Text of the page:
COVID-19 vaccine acceptance (the intent to receive a vaccine i.e. attitude not a behaviour) exists on a continuum ranging from a small minority of people who strongly oppose vaccination, through the heterogeneous ‘vaccine-hesitant’ or the ‘moveable middle’ group with varying levels of concern and uncertainty, to the majority who are willing to be vaccinated but may not turn their intention into action.
However, vaccine acceptance varies over time as personal decisions may be influenced by many factors. These include
- knowledge, attitudes, cultural and religious beliefs;
- the communication environment including social networks;
- the rate of COVID-19 in a community, and
- the organization of health and community services and policies.
Therefore to engage and empower people to make informed choices about COVID-19 vaccines, we need carefully designed interventions tailored to community needs and concerns that build trust in health authorities and those delivering vaccines, as well as promote acceptance.
The Royal Society of Canada (RSC) Working Group on COVID-19 Vaccine Acceptance has developed a COVID-19 Vaccine Acceptance Framework, inspired by the one prepared by Hasnan and Tan and with the World Health Assembly’s Immunization Agenda 2030 goal of leaving no one behind.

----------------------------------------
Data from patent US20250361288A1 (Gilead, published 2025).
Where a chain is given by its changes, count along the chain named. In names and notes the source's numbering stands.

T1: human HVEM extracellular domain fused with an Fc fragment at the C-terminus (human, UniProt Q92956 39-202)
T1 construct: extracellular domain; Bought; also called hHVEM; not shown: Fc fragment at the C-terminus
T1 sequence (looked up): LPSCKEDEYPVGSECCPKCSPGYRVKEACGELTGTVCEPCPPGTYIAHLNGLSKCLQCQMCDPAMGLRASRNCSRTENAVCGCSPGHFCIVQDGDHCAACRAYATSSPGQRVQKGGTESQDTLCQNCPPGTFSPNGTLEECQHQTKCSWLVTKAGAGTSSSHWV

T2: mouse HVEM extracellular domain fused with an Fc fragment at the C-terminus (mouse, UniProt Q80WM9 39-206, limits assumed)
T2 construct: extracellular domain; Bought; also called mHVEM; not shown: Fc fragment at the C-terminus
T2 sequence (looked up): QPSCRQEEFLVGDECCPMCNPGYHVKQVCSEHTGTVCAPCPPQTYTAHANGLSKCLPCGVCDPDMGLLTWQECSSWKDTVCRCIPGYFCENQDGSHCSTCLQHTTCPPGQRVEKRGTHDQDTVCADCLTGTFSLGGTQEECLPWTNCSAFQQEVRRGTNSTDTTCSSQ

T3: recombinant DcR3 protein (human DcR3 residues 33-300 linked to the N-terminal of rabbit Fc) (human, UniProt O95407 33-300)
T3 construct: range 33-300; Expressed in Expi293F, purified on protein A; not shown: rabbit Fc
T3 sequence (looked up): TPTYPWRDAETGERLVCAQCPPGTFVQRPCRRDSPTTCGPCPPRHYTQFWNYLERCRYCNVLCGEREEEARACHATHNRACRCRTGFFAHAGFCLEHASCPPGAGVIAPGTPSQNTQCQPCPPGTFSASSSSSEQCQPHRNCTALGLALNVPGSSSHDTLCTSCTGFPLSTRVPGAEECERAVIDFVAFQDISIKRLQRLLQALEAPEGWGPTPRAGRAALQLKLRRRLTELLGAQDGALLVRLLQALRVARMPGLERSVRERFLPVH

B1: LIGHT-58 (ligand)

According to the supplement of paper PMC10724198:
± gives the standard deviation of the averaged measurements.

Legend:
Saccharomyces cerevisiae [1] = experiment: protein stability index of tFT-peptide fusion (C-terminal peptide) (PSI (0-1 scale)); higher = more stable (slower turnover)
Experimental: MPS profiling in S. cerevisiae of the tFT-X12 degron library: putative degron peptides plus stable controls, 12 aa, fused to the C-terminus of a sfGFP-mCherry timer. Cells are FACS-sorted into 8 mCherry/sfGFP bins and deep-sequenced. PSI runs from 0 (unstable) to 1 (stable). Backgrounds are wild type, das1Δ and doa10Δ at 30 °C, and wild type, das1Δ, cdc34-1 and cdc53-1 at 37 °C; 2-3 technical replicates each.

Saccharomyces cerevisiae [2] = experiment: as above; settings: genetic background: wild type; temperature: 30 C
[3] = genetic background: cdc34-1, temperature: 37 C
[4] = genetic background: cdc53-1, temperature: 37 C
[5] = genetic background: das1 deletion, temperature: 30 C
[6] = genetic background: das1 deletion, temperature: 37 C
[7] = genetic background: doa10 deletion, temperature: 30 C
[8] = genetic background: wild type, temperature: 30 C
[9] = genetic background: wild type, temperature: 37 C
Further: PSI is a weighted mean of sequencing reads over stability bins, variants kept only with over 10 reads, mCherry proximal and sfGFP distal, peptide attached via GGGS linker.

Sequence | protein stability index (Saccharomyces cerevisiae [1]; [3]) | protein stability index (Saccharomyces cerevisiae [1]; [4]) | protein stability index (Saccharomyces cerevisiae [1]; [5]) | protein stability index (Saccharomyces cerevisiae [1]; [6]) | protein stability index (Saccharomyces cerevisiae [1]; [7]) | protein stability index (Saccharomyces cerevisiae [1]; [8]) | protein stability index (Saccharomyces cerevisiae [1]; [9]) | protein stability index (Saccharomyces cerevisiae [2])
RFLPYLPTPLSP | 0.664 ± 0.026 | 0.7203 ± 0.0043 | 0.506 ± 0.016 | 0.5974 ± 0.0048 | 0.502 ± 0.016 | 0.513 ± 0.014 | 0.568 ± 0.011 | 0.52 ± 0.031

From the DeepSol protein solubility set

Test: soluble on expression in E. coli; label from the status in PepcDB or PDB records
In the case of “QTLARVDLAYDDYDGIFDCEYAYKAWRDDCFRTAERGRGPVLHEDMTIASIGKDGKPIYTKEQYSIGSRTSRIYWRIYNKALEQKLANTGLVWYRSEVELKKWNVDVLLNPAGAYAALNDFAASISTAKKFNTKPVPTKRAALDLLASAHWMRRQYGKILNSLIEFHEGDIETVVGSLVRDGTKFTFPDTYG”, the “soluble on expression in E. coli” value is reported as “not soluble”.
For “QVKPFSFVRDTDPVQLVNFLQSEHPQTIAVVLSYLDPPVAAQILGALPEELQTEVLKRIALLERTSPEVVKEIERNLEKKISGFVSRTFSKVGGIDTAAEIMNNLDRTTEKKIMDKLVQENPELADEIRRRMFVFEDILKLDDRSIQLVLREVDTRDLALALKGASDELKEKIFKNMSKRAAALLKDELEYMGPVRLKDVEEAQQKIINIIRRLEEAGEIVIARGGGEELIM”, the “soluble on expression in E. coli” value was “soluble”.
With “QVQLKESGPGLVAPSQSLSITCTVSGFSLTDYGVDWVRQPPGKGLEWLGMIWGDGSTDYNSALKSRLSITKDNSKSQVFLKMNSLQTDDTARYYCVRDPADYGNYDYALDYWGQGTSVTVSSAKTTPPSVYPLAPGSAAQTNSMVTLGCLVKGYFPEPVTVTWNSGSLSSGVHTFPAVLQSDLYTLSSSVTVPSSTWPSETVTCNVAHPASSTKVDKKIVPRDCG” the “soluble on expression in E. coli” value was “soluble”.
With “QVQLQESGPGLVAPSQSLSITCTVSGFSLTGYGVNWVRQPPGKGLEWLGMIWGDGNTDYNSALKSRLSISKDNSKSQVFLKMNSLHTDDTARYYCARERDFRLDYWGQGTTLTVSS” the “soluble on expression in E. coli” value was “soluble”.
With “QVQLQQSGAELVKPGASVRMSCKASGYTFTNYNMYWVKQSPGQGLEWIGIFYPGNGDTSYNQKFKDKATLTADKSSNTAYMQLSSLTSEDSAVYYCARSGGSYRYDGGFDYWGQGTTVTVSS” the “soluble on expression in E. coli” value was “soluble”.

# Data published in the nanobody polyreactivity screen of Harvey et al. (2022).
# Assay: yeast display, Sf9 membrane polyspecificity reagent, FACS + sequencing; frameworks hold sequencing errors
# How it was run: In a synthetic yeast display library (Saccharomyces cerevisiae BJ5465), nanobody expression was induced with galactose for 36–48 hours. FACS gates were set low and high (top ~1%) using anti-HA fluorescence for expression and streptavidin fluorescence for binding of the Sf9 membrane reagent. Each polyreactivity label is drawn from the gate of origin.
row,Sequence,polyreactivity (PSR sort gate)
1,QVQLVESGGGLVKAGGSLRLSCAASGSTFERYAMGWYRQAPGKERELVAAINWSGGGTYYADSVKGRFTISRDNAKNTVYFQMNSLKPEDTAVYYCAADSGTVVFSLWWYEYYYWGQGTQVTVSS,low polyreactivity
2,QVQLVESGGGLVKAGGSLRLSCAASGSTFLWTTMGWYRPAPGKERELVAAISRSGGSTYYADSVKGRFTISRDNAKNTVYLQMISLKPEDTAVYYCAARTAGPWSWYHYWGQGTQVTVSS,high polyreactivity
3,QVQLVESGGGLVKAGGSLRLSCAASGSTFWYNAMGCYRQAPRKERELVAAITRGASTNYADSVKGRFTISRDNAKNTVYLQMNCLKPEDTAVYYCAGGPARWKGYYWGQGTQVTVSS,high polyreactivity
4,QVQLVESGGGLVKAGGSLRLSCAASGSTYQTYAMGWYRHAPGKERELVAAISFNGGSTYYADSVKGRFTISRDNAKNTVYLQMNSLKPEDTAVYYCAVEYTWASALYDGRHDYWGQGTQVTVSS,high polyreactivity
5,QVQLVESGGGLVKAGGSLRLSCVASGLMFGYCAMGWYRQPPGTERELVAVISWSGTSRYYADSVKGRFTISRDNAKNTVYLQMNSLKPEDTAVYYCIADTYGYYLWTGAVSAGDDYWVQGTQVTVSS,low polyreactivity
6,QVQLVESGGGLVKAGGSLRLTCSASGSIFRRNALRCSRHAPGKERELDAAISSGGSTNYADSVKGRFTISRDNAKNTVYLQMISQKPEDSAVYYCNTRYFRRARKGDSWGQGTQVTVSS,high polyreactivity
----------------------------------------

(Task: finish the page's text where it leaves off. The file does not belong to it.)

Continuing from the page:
Given the complexity of factors that influence vaccine acceptance, the Working Group has emphasized four major inter-related factors:
- People & communities
- Health care workers
- Accurate and reliable immunization knowledge
- the Health care system and public health programs.
Each has implications at federal/provincial/territorial/Indigenous levels and are influenced by the four overarching areas of education, infection control, extent of collaborations and communications about COVID-19 disease and COVID-19 immunization.
"The objective of our report is to provide decision makers and colleagues on the front lines with actionable, evidence-based guidance,” said Chair Dr. Noni MacDonald, Chair of the Working Group.